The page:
The most common side effect of topical corticosteroid use is skin atrophy. All topical steroids can induce atrophy, but higher potency steroids, occlusion, thinner skin, and older patient age increase the risk. The face, the backs of the hands, and intertriginous areas are particularly susceptible. Resolution often occurs after discontinuing use of these agents, but it may take months. Concurrent use of topical tretinoin (Retin-A) % may reduce the incidence of atrophy from chronic steroid applications. 30 Other side effects from topical steroids include permanent dermal atrophy, telangiectasia, and striae.
Antibiotics, particularly those in the penicillin and sulfa groups, are the most common cause of drug allergies.  Most drug allergies are usually limited to hives, swelling, and skin rashes, but some people experience rare and life-threatening reactions, called anaphylaxis.  Drug allergies are caused by your immune system mistaking the antibiotic for a foreign substance, inflaming your skin or, in more severe cases, restricting airways and causing shock, which can lead to unconsciousness or death.  If you experience the symptoms of anaphylaxis, it's crucial that you seek medical help immediately, as it is a medical emergency. Learning how to treat skin rashes and recognize the signs of a more severe reaction can help you feel your best, and could save your life.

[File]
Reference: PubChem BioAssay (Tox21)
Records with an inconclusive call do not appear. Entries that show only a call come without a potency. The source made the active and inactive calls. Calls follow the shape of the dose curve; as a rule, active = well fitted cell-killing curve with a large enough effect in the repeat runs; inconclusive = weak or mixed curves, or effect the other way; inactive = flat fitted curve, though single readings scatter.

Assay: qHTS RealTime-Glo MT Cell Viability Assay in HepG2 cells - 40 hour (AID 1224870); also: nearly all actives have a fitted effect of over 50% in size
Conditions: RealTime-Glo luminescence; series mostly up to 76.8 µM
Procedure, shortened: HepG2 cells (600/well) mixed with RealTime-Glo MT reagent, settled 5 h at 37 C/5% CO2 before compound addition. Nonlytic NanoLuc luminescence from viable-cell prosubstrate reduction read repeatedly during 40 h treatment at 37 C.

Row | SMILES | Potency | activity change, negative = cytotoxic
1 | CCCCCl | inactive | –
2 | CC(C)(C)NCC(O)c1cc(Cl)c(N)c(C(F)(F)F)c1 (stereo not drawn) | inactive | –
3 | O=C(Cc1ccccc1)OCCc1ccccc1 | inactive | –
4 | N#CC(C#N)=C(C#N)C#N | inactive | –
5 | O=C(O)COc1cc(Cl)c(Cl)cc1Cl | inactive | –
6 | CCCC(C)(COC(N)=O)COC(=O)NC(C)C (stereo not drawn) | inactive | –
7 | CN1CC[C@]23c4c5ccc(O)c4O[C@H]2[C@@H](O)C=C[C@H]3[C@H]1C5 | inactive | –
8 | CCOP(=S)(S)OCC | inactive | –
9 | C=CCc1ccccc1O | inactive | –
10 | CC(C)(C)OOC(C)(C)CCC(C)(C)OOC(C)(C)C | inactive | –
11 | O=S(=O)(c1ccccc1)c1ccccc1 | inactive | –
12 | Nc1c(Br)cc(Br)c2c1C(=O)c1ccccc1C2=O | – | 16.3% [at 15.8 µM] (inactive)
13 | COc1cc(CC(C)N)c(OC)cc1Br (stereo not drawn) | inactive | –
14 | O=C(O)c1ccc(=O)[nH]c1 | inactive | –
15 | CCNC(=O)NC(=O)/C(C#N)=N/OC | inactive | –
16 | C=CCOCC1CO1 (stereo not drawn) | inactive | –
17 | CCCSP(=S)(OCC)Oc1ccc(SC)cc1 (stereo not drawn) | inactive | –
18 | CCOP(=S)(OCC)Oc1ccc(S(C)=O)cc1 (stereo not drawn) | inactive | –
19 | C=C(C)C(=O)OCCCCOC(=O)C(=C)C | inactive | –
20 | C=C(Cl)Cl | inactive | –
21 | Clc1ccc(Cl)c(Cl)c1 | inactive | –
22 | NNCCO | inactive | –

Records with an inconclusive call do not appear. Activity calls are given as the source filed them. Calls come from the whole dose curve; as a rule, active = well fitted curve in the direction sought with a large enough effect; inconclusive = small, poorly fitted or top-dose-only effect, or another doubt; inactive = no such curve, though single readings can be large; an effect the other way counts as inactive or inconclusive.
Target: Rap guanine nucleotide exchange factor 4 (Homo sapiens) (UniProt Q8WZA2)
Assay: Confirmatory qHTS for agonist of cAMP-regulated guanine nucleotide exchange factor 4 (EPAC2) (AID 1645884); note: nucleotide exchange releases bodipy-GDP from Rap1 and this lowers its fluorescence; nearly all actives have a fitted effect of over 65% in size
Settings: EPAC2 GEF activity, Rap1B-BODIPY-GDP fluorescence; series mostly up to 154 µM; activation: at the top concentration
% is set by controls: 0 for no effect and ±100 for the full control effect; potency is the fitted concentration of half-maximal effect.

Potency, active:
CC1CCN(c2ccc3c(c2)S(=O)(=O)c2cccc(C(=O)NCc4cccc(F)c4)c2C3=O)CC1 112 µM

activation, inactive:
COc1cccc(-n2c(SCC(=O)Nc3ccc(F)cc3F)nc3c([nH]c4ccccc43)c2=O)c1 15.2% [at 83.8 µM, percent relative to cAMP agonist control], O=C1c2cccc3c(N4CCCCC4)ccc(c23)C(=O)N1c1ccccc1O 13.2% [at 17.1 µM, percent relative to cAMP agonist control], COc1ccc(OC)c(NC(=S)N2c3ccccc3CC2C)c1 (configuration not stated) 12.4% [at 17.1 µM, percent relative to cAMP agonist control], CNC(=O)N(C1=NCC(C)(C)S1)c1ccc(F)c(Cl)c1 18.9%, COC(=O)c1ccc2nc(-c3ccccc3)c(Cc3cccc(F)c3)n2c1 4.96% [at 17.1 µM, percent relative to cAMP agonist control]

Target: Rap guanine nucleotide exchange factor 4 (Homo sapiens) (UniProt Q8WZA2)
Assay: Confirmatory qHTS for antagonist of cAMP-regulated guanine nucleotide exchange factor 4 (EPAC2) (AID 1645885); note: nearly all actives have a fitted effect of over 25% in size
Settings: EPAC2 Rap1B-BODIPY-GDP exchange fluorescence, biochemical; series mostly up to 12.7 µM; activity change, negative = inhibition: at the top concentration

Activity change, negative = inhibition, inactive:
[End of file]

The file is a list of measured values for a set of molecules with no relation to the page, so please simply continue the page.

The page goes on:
Hyperpigmentation is a darkening of the skin. This can occur as an overall darkening of the skin, or it can be localized. This may be connected to phototoxic reaction where the areas exposed to light may have a golden-brown or slate-grey color change. Some drugs will cause changes in the nails, darkening of the tongue, gums, and over finger joints. Most sking reactions occur within two to three weeks of initiation of chemotherapy and resolve 10 to 12 weeks after stopping treatment.